Find a job these days isn’t easy. (Any job is easy but a job that suits you, and would be happy to stay and in a great company isn’t)
Finding a job in a different country doesn’t make it any easier.
Finding a company to sponsor your work visa and offer you a job isn’t anywhere close to easy.
When I decided to move to Australia, it took a lot of consideration and thinking. I’ve been through a lot in the past 12 months and that is why I have to decided to share my story. When I first graduated, I searched for jobs in Singapore for 9 months and many times I was rejected because I needed a working visa/permit or I wasn’t physically in the country for an interview. Hence, when I decided to move to Australia, I knew it wasn’t easy.
I started sending my resume in October 2016, decided to quit my job back in Malaysia in December 2016 and moved to Sydney in January 2017 and that’s when the serious hunt starts.
Looking for a job is full time – bear in mind. Updating your resume/CV and revising it a million times, cover letter, emails and applications. Everyday, I would be searching and applying for jobs for 6 hours per day and in would be sending and applying over 30 jobs. #lifeishard (Some applications even require you to sign up to their system and do an online test which takes more time)
I was lucky to be able to schedule interviews at least 3 a week and I take my interview sessions as a practice and always improve how I present myself the next time. but after 2 months of applying and interviews I finally got an offer. (with the help of a very awesome recruiter)
With the process of applying visa and waiting which took 4 months, I received my visa and I’ve been working for 2 months.
Time flies.. …
With this, many people have asked me how the process was and what are the steps needed for the visa.
First you’d need a job offer, without the job offer you can’t apply for a work visa.
Second, the company that offer you a job has to sponsor and pay for your visa. (but that doesn’t mean you don’t pay anything)
Third, the agent (usually appointed from the company) will then collect your documents and lodge your application
Forth, you wait till the nomination approval is given – this means the approval for the company to sponsor is given but does not mean your visa is granted. In some cases, agent will only lodge the visa application after the nomination application is given, but in my situation, both were lodged at the same time so when we received the nomination approval, we did not have to submit any visa application since it was done earlier.
Fifth, visa is granted and you may start work anytime.
Fees and Cost
If you ask around the agents, different agents will tell you a different cost of the visa, it various between $8k to $20k (depending on what the agent fee is and all that document cost and jazz) but that is up to the company to agree to pay for it.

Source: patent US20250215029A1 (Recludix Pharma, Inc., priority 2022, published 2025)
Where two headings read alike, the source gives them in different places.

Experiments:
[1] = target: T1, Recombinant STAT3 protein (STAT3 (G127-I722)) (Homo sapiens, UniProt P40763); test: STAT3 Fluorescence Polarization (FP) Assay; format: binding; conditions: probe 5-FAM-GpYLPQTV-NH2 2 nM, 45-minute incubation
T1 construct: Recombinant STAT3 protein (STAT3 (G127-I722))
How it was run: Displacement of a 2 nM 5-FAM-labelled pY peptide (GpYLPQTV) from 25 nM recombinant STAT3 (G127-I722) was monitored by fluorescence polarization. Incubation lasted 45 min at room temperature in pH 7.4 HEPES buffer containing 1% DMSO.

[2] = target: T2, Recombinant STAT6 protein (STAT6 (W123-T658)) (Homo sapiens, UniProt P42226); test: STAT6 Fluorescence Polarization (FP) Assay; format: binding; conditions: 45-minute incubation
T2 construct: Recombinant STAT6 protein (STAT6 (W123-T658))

A company can’t randomly say they want to sponsor even if they are willing to fork up the money because they have to be in the list or to be “nominated” – this means, they are allowed to hire overseas and sponsor their visa. Hence during the Visa application there is two part of application
- Visa Employer Nomination
- Visa Employee Application
Visa Employer Nomination is applied from the HR of the company and Visa Employer Application is applied by you (employee). That means with every document and application there is a fee. Something that I didn’t know and nobody has inform me prior to this.
Visa Employee Application Fee various from agent and time (thanks to the government) but what I had to pay and fork up;
- Application form $1,750
- Agent Fee $1,650
- IELTS test $330
- Health Check $323
That comes up to a total of $4,053 (rough estimate of RM15,000) that has to be paid for the visa before the agent starts any work what more the application. This fee doesn’t include your flights here, accomodation, transport, food and allowance and anything else that you would need BEFORE you start working to earn any income here. So this is something that you would need to keep in mind and to some people it may be mentally stressful.
* * * * * * * * * * * * * * * * * *
8 days after we lodged our application, Prime Minister announced that the Working Visa 457 would be abolished and everyone freaked out. The same morning, I emailed and contacted both my recruiter and the agent to ask if I would be affected and what would this mean.
- Instead of Work Visa 457, it is now called Short-Term Work Visa or Medium-Term Work Visa depending on skills
- Instead of 4 years visa granted, new visa would only be 2 years grant
- Previous 457 visa allows unlimited renewal each time visa expires, new visa (Short Term Work Visa) only allows one renewal with no approval guarantee ( I was told there would be a review )
- Previous 457 visa can be applied with no working experience, new Short Term Work Visa would require a minimum of 3 years working experience.
Some people applied offshore and they are lucky enough to be able to stay in their home country while applying for jobs overseas, waiting for visa and all that jazz before coming over here hence they reduce waiting time and during the waiting time, you will not be allowed to work unless if you obtain a working holiday visa or any visa that permits you to work.
Many people told me they envy my non-working days but I can honestly say I did not enjoy it at all. I couldn’t do anything to have income, not even part-time of freelance (legally). That was my biggest obstacles but after torturous four months of waiting, I finally started work and I did not regret anything at all even if I had to be jobless of 9 months.
p/s. based on my personal experience.